The voltage curve associated with batch B 96 indicates the rate at which voltage may drop on data lines 70 in a semiconductor fabricated in a batch of semiconductor devices under the same general process steps as batch A, but with different specific parameters, which fall within specified tolerance limits, from the specific parameters of batch A 88. As illustrated, the data line voltage 70 of batch B 96 discharges more slowly than the data line 70 of a part produced in batch A 88. Due to such process variations during the fabrication of batch B 96, the clocked sense amplifier 72 in batch B 96 parts must be sensed at time 80, so that data line voltage 86 has dropped to voltage level 92, as illustrated by sense clock signal B 100. In the prior art, a designer must add an additional delay time to the sense clock signal to ensure the devices of batch B 96 would operate properly. Such additional delay time is the amount of time between time 90 and time 80, labeled "Design Margin."
Referring now to FIG. 5, a delay circuit 110 for generating a clock signal in accordance with the present invention is illustrated. A signal to be delayed enters delay circuit 110 at the input of inverter 112. The output of inverter 112 is connected to the gates of transistors 114, 116, and 118, which are connected and arranged to form an inverter circuit. When a "high" (a voltage close to Vcc) is applied to the input of this three-transistor inverter circuit, transistor 114 will turn off and transistors 116 and 118 will turn on, which will attempt to drive the three-transistor inverter output "low" (a voltage close to ground). Conversely, when a low is applied to the input, transistor 114 will turn on and transistors 116 and 118 will turn off, which will attempt to drive the three-transistor inverter output high.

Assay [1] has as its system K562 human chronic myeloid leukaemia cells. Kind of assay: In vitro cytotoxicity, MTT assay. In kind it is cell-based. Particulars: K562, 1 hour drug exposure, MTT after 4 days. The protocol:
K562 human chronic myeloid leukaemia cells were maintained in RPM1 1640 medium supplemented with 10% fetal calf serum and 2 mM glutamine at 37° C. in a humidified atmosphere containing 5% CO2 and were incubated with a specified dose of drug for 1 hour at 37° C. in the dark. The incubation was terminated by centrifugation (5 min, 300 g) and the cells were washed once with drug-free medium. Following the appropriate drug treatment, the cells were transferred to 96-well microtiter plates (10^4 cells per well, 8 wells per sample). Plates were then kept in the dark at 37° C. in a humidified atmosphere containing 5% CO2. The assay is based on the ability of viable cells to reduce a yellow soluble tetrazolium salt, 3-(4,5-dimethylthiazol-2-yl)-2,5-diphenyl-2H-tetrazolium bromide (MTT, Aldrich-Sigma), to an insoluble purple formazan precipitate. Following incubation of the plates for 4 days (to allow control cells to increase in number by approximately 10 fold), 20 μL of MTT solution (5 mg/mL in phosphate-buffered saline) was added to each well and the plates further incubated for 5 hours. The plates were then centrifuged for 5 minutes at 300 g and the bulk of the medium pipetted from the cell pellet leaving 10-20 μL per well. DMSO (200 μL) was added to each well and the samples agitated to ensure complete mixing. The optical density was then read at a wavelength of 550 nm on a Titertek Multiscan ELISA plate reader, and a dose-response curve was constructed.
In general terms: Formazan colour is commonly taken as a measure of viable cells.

In accordance with the present invention, the size, orientation, and other design parameters of transistors 116 and 118 are selected to emulate the performance of transistors 54 and 48, or of transistors 52 and 44, of memory cell 40a, 40b illustrated in FIGS. 2a and 2b (collectively referred to herein as memory cell 40). Transistors 116 and 118 may have the exact same layout as transistors 54 and 48, and transistors 52 and 44. Therefore, as transistors 54 and 48, or transistors 52 and 44, of memory cell 40 are affected by process variations, transistors 116 and 118 will be similarly affected. If, due to process variations, transistors 54 and 48, or transistors 52 and 44, of memory cell 40 operate slower, which causes the signal developed by memory cell 40 to appear at the input of clocked sense amplifier 72 at a later time, then transistors 116 and 118, which are similarly affected by process variations, will delay sense clock signal 78 by a proportional amount of time, so that clocked sense amplifier 72 is clocked by sense clock signal 78 when the signal developed by memory cell 40 arrives at the input of clocked sense amplifier 72.
Because the electrical characteristics of bit lines 56 and 58 have an effect on the timing of the data transfer from memory cell 40 to clocked sense amplifier 72, a bit line emulation structure 120 is connected between the output of the three-transistor inverter and inverter 122, so that the amount of delay produced by delay circuit 76 more closely tracks the delay of memory cell 40, which drives bit line 56 or 58. The discharge path 123 through bit line emulation structure 120 and transistors 116 and 118 emulates the discharge path of memory cell 40, which passes through bit line 56 or 58 and transistors 54 and 48, or 52 and 44 of FIGS. 2a and 2b.